About

Loon Lake / oak tree / anita / photo

As I have been all my life, in a query about the working of the world through art, writing, studies, observations … wondering just how far we will go, how far we can go in our quest to develop past a state of survival.  With ever increasing populations and an insatiable desire to dominate the natural world out of fear, we seem destined to repeat the same mistakes … destroying the very thing that sustains us and nurtures us.

Will we continue to foul our water and air and destroy our canopy? Will we curb our population growth with respect so that we can sustain a life worth living for all species on this planet, through planning and wise management?   What is life without the beauty that comes with diversity?  What is life without kindness?  What is life without truth? What is life when it comes so cheap with no respect?  Will we eventually move toward stewardship not dominion?  Sometimes I question whether we have any choice in our lives but the attitude we choose.

Life is a bed of roses, truly, but with thorns; and so it seems that the appreciation of beauty is, not only, as Thoreau believed, a “moral test” but essential to life.  We all have trials, moments where the corruption in our justice system, political and social systems, or injustices and misfortunes on a more personal level seem to far outweigh the good in life … tests that promote a sort of pessimism and a cynicism that keeps us from appreciating the good that comes our way in each passing moment.

Anita S. TILLEMANS, Relator, v. PIERCE COMPANY OF MINNEAPOLIS, INC., and Mutual Insurance Corporation, n/k/a APCapitol, Respondents

(The above case was fought four long years and I include my comments at the above link.)

I truly believe that it is wise to find joy, no matter what may come your way; and that the greatest joys are shared.  It seems also true that beauty as it is, in the eye of the beholder, comes in many guises and needs an open mind and eyes wide open to see … like truth.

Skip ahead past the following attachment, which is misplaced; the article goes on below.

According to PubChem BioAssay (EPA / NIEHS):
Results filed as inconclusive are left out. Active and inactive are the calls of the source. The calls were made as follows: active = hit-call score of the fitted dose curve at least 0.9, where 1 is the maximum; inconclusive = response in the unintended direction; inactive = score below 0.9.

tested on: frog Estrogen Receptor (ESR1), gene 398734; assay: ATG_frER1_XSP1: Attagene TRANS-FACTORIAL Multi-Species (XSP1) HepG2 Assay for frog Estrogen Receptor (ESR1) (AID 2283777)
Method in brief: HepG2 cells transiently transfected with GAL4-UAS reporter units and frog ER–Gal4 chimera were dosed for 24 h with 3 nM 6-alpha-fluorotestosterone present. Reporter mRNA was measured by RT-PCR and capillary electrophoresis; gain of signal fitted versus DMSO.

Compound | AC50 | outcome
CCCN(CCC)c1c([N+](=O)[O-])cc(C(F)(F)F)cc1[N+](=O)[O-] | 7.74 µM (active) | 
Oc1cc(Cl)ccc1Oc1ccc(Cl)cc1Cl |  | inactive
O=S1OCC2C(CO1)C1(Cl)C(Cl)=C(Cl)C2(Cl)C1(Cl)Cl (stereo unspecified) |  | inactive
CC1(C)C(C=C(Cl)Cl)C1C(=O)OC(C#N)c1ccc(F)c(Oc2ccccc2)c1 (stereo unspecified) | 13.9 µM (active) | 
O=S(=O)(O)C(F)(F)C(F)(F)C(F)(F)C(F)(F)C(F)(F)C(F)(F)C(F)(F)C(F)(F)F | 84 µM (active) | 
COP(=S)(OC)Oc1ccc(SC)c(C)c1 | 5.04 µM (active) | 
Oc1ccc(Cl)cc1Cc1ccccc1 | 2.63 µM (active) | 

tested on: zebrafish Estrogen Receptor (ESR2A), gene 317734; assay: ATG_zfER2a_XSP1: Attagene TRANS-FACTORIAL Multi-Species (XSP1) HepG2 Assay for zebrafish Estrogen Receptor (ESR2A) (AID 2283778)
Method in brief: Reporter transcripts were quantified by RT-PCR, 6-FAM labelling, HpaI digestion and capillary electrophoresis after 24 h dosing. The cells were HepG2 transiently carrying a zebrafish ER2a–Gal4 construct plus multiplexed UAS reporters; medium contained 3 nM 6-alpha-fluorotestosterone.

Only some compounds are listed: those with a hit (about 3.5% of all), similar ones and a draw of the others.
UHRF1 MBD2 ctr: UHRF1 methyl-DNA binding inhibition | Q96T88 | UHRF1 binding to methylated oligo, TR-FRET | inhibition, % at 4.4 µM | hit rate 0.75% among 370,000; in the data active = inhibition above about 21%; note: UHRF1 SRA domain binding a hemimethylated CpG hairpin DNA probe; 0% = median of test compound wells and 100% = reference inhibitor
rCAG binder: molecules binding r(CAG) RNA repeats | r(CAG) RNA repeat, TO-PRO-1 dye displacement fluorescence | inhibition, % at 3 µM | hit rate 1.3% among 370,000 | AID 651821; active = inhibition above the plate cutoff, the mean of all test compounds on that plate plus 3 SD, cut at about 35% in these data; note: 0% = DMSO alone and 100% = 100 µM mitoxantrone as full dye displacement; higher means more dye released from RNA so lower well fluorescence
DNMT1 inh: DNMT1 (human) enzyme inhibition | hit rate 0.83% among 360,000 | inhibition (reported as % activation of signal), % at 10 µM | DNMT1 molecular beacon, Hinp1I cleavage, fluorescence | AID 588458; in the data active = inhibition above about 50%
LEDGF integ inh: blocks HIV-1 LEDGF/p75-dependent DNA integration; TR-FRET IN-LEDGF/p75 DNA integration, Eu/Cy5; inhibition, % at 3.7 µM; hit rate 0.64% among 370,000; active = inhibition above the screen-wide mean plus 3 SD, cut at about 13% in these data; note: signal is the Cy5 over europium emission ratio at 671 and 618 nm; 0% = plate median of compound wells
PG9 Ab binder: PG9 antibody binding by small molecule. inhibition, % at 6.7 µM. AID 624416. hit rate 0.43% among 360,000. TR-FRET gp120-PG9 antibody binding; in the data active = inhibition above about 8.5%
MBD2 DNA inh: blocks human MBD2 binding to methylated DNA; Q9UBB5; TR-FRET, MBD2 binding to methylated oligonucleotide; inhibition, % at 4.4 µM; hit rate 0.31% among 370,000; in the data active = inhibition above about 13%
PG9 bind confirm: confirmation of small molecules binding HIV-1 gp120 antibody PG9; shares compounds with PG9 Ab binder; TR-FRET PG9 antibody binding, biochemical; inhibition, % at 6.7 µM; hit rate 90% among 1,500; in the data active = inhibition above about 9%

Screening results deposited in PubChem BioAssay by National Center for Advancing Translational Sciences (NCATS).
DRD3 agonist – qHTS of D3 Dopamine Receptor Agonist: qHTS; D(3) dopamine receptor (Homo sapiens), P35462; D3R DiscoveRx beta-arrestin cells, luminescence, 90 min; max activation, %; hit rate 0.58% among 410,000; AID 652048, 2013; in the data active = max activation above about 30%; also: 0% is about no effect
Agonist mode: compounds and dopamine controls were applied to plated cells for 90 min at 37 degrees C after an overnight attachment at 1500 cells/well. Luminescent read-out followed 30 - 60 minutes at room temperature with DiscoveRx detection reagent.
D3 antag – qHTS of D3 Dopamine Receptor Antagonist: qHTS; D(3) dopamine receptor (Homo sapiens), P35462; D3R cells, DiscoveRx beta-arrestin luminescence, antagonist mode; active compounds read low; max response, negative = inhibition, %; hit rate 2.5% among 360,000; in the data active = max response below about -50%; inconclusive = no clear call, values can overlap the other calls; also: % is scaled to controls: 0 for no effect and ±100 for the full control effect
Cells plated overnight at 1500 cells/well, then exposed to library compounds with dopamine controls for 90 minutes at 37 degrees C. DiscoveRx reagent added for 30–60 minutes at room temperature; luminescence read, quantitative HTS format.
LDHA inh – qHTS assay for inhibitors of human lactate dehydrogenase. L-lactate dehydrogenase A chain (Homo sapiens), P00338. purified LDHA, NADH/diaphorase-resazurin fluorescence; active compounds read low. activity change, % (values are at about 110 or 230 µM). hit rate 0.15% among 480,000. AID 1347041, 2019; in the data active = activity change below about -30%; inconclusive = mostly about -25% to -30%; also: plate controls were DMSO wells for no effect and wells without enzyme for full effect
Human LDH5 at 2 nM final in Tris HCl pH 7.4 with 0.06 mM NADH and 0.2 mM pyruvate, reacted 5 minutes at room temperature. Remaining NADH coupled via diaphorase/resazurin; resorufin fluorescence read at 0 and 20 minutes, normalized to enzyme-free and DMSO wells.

May you find beauty in every day.

anitasartwork

Gallery at Mn Artists

A Case for Justice

Anita S. TILLEMANS, Relator, v. PIERCE COMPANY OF MINNEAPOLIS, INC., and Mutual Insurance Corporation, n/k/a APCapitol, Respondents

In 1787 Benjamin Franklin spoke to the issue of justice in his oration, “Dangers of a Salaried Bureaucracy”:

“… there are two passions which have a powerful influence in the affairs of men.  These are ambition and avarice – the love of power and the love of money.”

“… what kind are the men that will strive for this preeminence …?  It will not be the wise and moderate, the lovers of peace and good order, the men fittest for the trust.  It will be the bold and the violent, the men of strong passions and indefatigable activity in their selfish pursuits.  These will thrust themselves into your government and be your rulers.”

“This catastrophe, I think, may be long delayed, if in our proposed system we do not sow the seeds of contention, faction, and tumult, by making our posts of honor places of profit.”

The Minnesota Court of Appeals decision on the above case with my comments is included here.

My essay, A Case for Justice, on the matter here.